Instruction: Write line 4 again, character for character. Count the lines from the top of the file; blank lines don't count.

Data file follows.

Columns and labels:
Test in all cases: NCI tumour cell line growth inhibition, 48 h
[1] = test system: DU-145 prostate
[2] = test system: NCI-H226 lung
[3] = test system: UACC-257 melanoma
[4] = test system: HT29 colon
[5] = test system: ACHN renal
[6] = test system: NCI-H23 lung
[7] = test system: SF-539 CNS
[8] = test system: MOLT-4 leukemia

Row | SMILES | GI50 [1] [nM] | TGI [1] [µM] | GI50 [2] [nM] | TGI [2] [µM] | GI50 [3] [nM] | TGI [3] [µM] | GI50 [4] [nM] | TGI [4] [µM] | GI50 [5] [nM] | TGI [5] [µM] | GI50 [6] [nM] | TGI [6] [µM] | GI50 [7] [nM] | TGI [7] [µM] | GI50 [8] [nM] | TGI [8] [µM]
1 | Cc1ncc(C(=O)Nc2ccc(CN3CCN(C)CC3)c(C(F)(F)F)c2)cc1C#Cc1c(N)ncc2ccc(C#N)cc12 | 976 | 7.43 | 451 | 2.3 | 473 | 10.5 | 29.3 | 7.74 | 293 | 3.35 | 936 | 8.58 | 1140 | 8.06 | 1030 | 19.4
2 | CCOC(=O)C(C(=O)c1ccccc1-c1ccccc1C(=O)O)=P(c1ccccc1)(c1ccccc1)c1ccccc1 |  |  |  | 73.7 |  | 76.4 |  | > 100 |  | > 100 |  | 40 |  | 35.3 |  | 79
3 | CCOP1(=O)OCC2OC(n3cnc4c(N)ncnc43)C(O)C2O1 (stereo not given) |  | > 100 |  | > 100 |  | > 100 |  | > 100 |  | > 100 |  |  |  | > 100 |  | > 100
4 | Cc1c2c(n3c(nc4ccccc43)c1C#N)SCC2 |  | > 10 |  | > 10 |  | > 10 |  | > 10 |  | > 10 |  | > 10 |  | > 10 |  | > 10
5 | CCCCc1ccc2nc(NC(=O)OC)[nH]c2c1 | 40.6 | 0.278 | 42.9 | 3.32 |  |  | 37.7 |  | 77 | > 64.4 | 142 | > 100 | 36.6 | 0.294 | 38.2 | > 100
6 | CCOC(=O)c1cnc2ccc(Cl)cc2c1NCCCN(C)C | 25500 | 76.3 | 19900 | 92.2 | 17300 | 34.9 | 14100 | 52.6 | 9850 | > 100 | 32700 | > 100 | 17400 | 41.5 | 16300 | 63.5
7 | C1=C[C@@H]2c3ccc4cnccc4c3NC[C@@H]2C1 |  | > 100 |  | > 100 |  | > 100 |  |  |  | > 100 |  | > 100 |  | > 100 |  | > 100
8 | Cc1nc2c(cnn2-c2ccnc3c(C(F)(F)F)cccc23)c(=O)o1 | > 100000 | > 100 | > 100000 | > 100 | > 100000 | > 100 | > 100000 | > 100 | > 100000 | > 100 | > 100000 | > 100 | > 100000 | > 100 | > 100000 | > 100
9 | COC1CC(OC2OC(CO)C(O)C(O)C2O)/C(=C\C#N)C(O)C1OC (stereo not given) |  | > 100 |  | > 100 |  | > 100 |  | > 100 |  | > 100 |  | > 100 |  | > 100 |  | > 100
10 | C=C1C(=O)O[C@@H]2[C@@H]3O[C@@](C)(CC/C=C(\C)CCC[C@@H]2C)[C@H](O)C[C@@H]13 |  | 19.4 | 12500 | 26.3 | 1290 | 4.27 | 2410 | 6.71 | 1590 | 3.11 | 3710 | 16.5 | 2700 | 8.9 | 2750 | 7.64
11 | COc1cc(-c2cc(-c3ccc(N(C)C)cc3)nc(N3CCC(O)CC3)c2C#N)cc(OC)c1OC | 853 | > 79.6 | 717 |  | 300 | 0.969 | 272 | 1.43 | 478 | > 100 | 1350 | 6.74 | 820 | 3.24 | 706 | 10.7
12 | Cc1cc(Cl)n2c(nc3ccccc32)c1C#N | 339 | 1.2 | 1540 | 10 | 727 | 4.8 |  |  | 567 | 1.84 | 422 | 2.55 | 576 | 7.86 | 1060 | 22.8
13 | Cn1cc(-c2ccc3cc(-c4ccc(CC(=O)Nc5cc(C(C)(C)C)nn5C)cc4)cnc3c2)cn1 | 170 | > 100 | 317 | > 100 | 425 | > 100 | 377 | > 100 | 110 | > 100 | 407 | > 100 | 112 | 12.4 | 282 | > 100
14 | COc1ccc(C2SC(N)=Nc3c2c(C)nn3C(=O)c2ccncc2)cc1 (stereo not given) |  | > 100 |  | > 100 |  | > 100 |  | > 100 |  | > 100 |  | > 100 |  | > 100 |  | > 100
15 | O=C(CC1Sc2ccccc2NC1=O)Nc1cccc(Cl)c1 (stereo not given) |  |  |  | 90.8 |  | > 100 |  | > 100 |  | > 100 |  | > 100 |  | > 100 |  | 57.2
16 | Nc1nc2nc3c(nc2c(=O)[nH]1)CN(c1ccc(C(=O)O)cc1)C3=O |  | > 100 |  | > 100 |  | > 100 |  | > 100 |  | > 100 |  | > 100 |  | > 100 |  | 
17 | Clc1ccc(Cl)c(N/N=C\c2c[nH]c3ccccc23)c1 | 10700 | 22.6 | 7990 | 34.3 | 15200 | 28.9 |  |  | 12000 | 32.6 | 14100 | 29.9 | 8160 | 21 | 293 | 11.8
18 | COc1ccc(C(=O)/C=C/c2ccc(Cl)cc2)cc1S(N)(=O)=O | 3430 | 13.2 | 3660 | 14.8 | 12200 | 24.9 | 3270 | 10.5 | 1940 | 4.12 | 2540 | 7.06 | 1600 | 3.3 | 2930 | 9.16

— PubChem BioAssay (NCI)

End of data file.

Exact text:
[2] = test system: NCI-H226 lung